Article by Gabrielle Rente ‘20
Holi, also known as “the festival of colors,” is a Hindu holiday that marks the beginning of spring. The festival lasts for a day and a night, starting the evening on the last full moon of the Hindu Lunisolar calendar. This year, Holi began on Wednesday, March 20
“As a student from India, I take great pride in celebrating and sharing my culture,” senior and Mumbai resident Girija Ganeshan said.
Ganeshan, is a biology major with a double minor in chemistry and psychology. She is also the Intercultural Ambassador for international students who helped the Global Education Office (GEO) plan the festival celebration.
“The good thing was that this year we had the festival celebrated on the actual Holi day,” Ganeshan said. Because Maryland is known for its fickle weather, the GEO usually pushes the celebration to early April. “We tried to stick it this time because we weren’t sure how the weather would turn out.”
The celebration of Holi begins in the evening, when people gather for the Holika Dahan, a religious ritual in which a doll is burned in the fire as a symbol of triumph over evil. The ritual derives from the mythical story of when the Hindu god Vishnu defeated Holika by burning her in a fire and saving his devoted follower Prahlada.
To prepare for the bonfire, Ganeshan made the doll by hand and brewed Thandaai, an almond milk beverage mixed with spices, to share with fellow students.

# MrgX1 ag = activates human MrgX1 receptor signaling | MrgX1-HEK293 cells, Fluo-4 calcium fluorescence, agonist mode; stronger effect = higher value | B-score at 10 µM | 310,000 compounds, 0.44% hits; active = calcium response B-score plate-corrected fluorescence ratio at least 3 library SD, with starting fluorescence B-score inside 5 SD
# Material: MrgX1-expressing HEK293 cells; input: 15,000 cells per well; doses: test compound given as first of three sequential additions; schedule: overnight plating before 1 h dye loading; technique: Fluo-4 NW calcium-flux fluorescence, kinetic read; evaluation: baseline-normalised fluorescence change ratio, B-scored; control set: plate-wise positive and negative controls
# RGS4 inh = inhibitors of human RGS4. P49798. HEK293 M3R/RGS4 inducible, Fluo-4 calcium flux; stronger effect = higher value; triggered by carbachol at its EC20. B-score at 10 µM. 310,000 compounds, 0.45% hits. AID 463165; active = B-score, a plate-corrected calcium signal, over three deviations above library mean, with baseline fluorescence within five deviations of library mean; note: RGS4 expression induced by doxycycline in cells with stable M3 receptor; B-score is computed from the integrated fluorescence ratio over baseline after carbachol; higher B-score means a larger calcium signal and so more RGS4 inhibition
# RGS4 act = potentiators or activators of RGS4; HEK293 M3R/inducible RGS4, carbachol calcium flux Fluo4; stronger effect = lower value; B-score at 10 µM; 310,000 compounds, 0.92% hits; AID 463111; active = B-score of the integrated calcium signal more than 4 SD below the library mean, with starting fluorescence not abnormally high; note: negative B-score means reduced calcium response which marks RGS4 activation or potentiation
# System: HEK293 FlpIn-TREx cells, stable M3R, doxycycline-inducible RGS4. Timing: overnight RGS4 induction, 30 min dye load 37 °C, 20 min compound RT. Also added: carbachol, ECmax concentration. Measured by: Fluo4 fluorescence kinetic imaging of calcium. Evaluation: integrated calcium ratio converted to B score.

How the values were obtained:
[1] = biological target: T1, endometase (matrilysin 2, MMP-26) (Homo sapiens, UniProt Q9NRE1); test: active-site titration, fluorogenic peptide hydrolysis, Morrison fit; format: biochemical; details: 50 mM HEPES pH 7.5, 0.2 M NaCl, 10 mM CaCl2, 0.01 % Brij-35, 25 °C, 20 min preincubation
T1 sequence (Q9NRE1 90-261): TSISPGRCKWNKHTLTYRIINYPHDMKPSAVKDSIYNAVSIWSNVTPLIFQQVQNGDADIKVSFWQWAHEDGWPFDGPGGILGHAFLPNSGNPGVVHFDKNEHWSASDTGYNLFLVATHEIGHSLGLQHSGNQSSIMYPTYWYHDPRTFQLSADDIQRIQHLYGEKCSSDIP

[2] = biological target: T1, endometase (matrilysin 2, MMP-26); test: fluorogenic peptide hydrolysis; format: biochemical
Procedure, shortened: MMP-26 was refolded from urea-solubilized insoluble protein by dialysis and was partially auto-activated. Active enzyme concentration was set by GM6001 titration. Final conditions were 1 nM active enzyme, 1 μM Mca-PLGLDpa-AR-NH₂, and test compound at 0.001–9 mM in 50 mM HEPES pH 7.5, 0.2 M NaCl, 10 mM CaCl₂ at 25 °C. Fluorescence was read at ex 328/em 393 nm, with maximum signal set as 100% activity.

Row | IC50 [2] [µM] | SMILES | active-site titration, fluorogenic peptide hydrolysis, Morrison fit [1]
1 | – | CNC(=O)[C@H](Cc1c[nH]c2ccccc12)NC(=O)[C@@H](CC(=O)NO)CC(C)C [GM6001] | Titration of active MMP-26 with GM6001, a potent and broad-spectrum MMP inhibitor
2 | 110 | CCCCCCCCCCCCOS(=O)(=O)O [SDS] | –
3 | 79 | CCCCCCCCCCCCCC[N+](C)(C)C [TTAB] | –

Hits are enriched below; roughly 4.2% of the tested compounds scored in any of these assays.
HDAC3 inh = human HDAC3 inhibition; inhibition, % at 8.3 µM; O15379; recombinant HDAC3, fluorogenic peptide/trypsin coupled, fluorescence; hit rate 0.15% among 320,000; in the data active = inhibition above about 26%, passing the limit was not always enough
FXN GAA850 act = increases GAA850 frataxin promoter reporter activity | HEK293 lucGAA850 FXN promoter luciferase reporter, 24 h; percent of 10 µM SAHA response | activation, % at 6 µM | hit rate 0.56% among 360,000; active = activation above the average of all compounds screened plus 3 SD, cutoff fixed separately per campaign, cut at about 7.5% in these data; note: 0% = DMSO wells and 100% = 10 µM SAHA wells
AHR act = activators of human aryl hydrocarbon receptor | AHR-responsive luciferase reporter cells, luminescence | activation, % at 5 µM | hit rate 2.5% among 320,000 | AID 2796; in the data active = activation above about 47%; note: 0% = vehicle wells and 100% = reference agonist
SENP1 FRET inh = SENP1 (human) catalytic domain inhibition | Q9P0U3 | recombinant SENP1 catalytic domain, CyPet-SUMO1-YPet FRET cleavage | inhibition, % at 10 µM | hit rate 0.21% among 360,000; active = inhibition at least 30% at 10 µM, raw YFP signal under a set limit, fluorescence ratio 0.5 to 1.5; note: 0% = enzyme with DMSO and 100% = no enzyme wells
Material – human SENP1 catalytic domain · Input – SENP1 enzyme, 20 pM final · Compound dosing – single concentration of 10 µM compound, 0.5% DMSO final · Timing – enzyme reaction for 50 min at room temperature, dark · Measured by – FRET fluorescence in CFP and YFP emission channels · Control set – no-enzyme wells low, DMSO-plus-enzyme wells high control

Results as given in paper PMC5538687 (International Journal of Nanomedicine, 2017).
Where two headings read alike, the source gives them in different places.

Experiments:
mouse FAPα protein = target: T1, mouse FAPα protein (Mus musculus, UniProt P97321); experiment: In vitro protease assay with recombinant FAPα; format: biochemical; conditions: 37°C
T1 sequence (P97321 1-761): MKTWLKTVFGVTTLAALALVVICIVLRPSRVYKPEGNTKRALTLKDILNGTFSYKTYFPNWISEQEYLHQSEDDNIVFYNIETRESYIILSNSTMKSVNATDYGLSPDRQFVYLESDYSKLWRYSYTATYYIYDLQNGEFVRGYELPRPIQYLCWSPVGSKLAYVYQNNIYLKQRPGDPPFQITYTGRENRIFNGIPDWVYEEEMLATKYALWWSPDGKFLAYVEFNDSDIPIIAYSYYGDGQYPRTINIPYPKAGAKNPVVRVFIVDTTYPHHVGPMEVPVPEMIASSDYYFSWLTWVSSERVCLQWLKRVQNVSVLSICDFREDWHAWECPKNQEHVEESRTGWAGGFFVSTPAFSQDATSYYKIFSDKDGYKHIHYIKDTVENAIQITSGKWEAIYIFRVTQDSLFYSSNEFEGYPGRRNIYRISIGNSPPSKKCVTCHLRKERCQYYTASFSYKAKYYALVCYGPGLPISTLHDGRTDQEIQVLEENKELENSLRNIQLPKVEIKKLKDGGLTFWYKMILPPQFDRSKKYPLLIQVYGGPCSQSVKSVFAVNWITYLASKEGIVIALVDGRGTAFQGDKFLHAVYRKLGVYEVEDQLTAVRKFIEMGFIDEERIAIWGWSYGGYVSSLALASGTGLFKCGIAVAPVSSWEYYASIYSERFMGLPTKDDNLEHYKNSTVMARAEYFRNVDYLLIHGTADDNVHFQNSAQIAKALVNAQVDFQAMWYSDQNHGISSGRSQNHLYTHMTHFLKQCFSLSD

“I think we had a good turnout. I wish the weather was more cooperative as it was a bit chilly out,” Ganeshan said.
The following day, due to rainy weather, the color festival could not take place outside where it was usually held on the campus greens.
Nevertheless, Ganeshan kept the spirit of Holi alive. With the help of a GEO staff member, Ganeshan hosted a table in Hodson Commons where students could come up and get color applied to their faces.
Before anyone came up to the table, she took the liberty of dabbing each color on her face. “That’s how excited I get for Holi,” she smiled.
At the table, students could walk up and get a nametag with their name written in Hindi. Then Ganeshan would apply several colors to their face and send them off with well wishes and a goodie bag filled with Indian snacks.
One challenge Ganeshan has faced in the past is incorporating the same high energy vibe as back home. In India, the streets are crowded with people throwing water balloons, aiming squirt guns filled with colored water, and tossing dyed powders on any passing stranger, drenching them in a rainbow of colors.
“Festivals in general are very crazy, I would say, in India. People get super excited, and there are a lot of people there of course. It gets difficult when you’re outside of the country trying to incorporate the same mood because people are not aware what the festival is about. When you’re trying to get into that playful mood, people can get intimidated.”
Since Ganeshan is graduating this May, she hopes another student will come along to continue the tradition.
“We used to have a very good number of Indian students. Most of them have graduated,” Ganeshan said. Just in case, she prepared a second doll for next year.
Even though her plans for celebration were rained upon this year, Ganeshan still enjoyed celebrating her favorite holiday with others.
“What’s nice about here is that people are welcoming of the culture,” she said. “Especially when I had the table for Holi, it was nice. I just had to ask, and people would stop by. They were curious and intrigued by what was going on. It was fun applying color to people’s cheeks. It felt really good.”